NOTE: The Commission files a complaint when it has “reason to believe” that the law has been or is being violated and it appears to the Commission that a proceeding is in the public interest. Stipulated final injunctions/orders have the force of law when approved and signed by the District Court judge.

The Federal Trade Commission works to promote competition, and protect and educate consumers. You can learn more about consumer topics and file a consumer complaint online or by calling 1-877-FTC-HELP (382-4357).  Like the FTC on Facebook, follow us on Twitter, read our blogs and subscribe to press releases for the latest FTC news and resources.

Federal Trade Commission, United States
Source: Press Release Feed
24 Mar 2017, 11:00pm AEDT

Hager and Westpac - A bit more context, information and clarification

There has been a significant amount of media coverage about our investigation into Westpac bank disclosing journalist Nicky Hager’s bank account information to Police in 2014. In the course of that reporting, some misconceptions have emerged. Because of the interest in the case, and the potential implications for future practice, we have noted some points of clarification and context below.

Coverage of the story has focussed on our final opinion letter to Mr Hager that he chose to make public. The final opinion is the tail end of a long process that involved submissions, meetings and careful consideration of the facts of the case.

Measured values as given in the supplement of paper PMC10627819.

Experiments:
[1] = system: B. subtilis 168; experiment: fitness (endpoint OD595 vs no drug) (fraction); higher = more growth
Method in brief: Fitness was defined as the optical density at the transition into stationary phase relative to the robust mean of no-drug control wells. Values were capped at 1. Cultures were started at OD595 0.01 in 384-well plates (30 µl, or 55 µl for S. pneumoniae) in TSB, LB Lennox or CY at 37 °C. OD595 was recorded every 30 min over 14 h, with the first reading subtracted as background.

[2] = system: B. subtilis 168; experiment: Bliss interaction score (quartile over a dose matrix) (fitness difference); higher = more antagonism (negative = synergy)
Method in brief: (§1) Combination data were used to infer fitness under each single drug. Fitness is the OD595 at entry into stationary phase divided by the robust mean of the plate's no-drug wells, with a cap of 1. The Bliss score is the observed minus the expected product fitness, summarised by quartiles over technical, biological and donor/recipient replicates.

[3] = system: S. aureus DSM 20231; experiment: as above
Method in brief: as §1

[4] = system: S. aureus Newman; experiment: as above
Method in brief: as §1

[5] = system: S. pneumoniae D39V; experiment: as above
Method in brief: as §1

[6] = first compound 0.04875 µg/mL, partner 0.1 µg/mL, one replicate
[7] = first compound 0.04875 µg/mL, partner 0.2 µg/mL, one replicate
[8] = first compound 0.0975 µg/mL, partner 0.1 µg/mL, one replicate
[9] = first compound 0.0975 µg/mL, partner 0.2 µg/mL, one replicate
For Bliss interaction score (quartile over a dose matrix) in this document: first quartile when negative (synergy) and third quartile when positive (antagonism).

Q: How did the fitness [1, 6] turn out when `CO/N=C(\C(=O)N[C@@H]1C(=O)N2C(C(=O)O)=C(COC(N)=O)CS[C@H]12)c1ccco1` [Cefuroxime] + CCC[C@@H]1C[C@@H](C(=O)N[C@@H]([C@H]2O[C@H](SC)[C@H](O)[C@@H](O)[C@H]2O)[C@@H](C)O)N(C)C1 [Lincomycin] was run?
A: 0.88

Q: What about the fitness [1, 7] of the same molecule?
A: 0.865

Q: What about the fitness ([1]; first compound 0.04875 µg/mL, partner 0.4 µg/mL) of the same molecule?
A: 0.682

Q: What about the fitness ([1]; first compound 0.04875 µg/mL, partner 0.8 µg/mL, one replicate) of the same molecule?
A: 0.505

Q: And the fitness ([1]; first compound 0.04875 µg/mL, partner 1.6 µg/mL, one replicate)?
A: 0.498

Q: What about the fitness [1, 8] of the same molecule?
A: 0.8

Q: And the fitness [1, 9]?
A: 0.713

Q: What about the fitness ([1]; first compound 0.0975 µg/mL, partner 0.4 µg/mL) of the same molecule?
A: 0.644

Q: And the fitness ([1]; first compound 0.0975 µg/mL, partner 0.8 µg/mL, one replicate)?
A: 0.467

Key background facts

  1. Westpac disclosed Mr Hager’s account information during a Police investigation that followed the publication of Mr Hager’s book Dirty Politics.  In the course of investigating how Mr Hager got the information he used to write the book, Police asked Westpac for information about Mr Hager. Westpac provided Police with several months of Mr Hager’s transaction information.

Privacy Commissioner’s legal opinion

The Privacy Commissioner’s opinion is just that – it is not a ‘ruling’ and it is not legally binding. The Human Rights Review Tribunal – where Mr Hager has taken his case now – issues rulings. It hears evidence and argument afresh and comes to its own conclusion.

  1. We form a view of each case based on its specific facts. The law describes a range of circumstances where organisations like banks can disclose customer information, but they have to be able to justify why they did so

  2. The views expressed in our correspondence are not changing or reforming the law. The Police sought Mr Hager’s information without seeking a production order from a court. That in itself is unremarkable; there is nothing in the Privacy Act that requires a production order before information may be released.

Westpac’s decision to disclose the information

  1. Westpac told us its authority to disclose Mr Hager’s banking details came from its terms and conditions, which Mr Hager had accepted. Principle 11(d) of the Privacy Act allows agencies to disclose personal information if the agency believes on reasonable grounds that the disclosure is authorised by the individual concerned. For example, a home insurer may share information with a mortgage holder, with customer consent.

  2. The relevant clause said that Westpac would disclose information to Police whenever it “reasonably believes that the disclosure will assist it to comply with any law, rules and regulations in New Zealand or overseas or will assist in the investigation, detection and/or prevention of fraud, money laundering or other criminal offences.”

Privacy Commissioner’s view of Westpac’s reasoning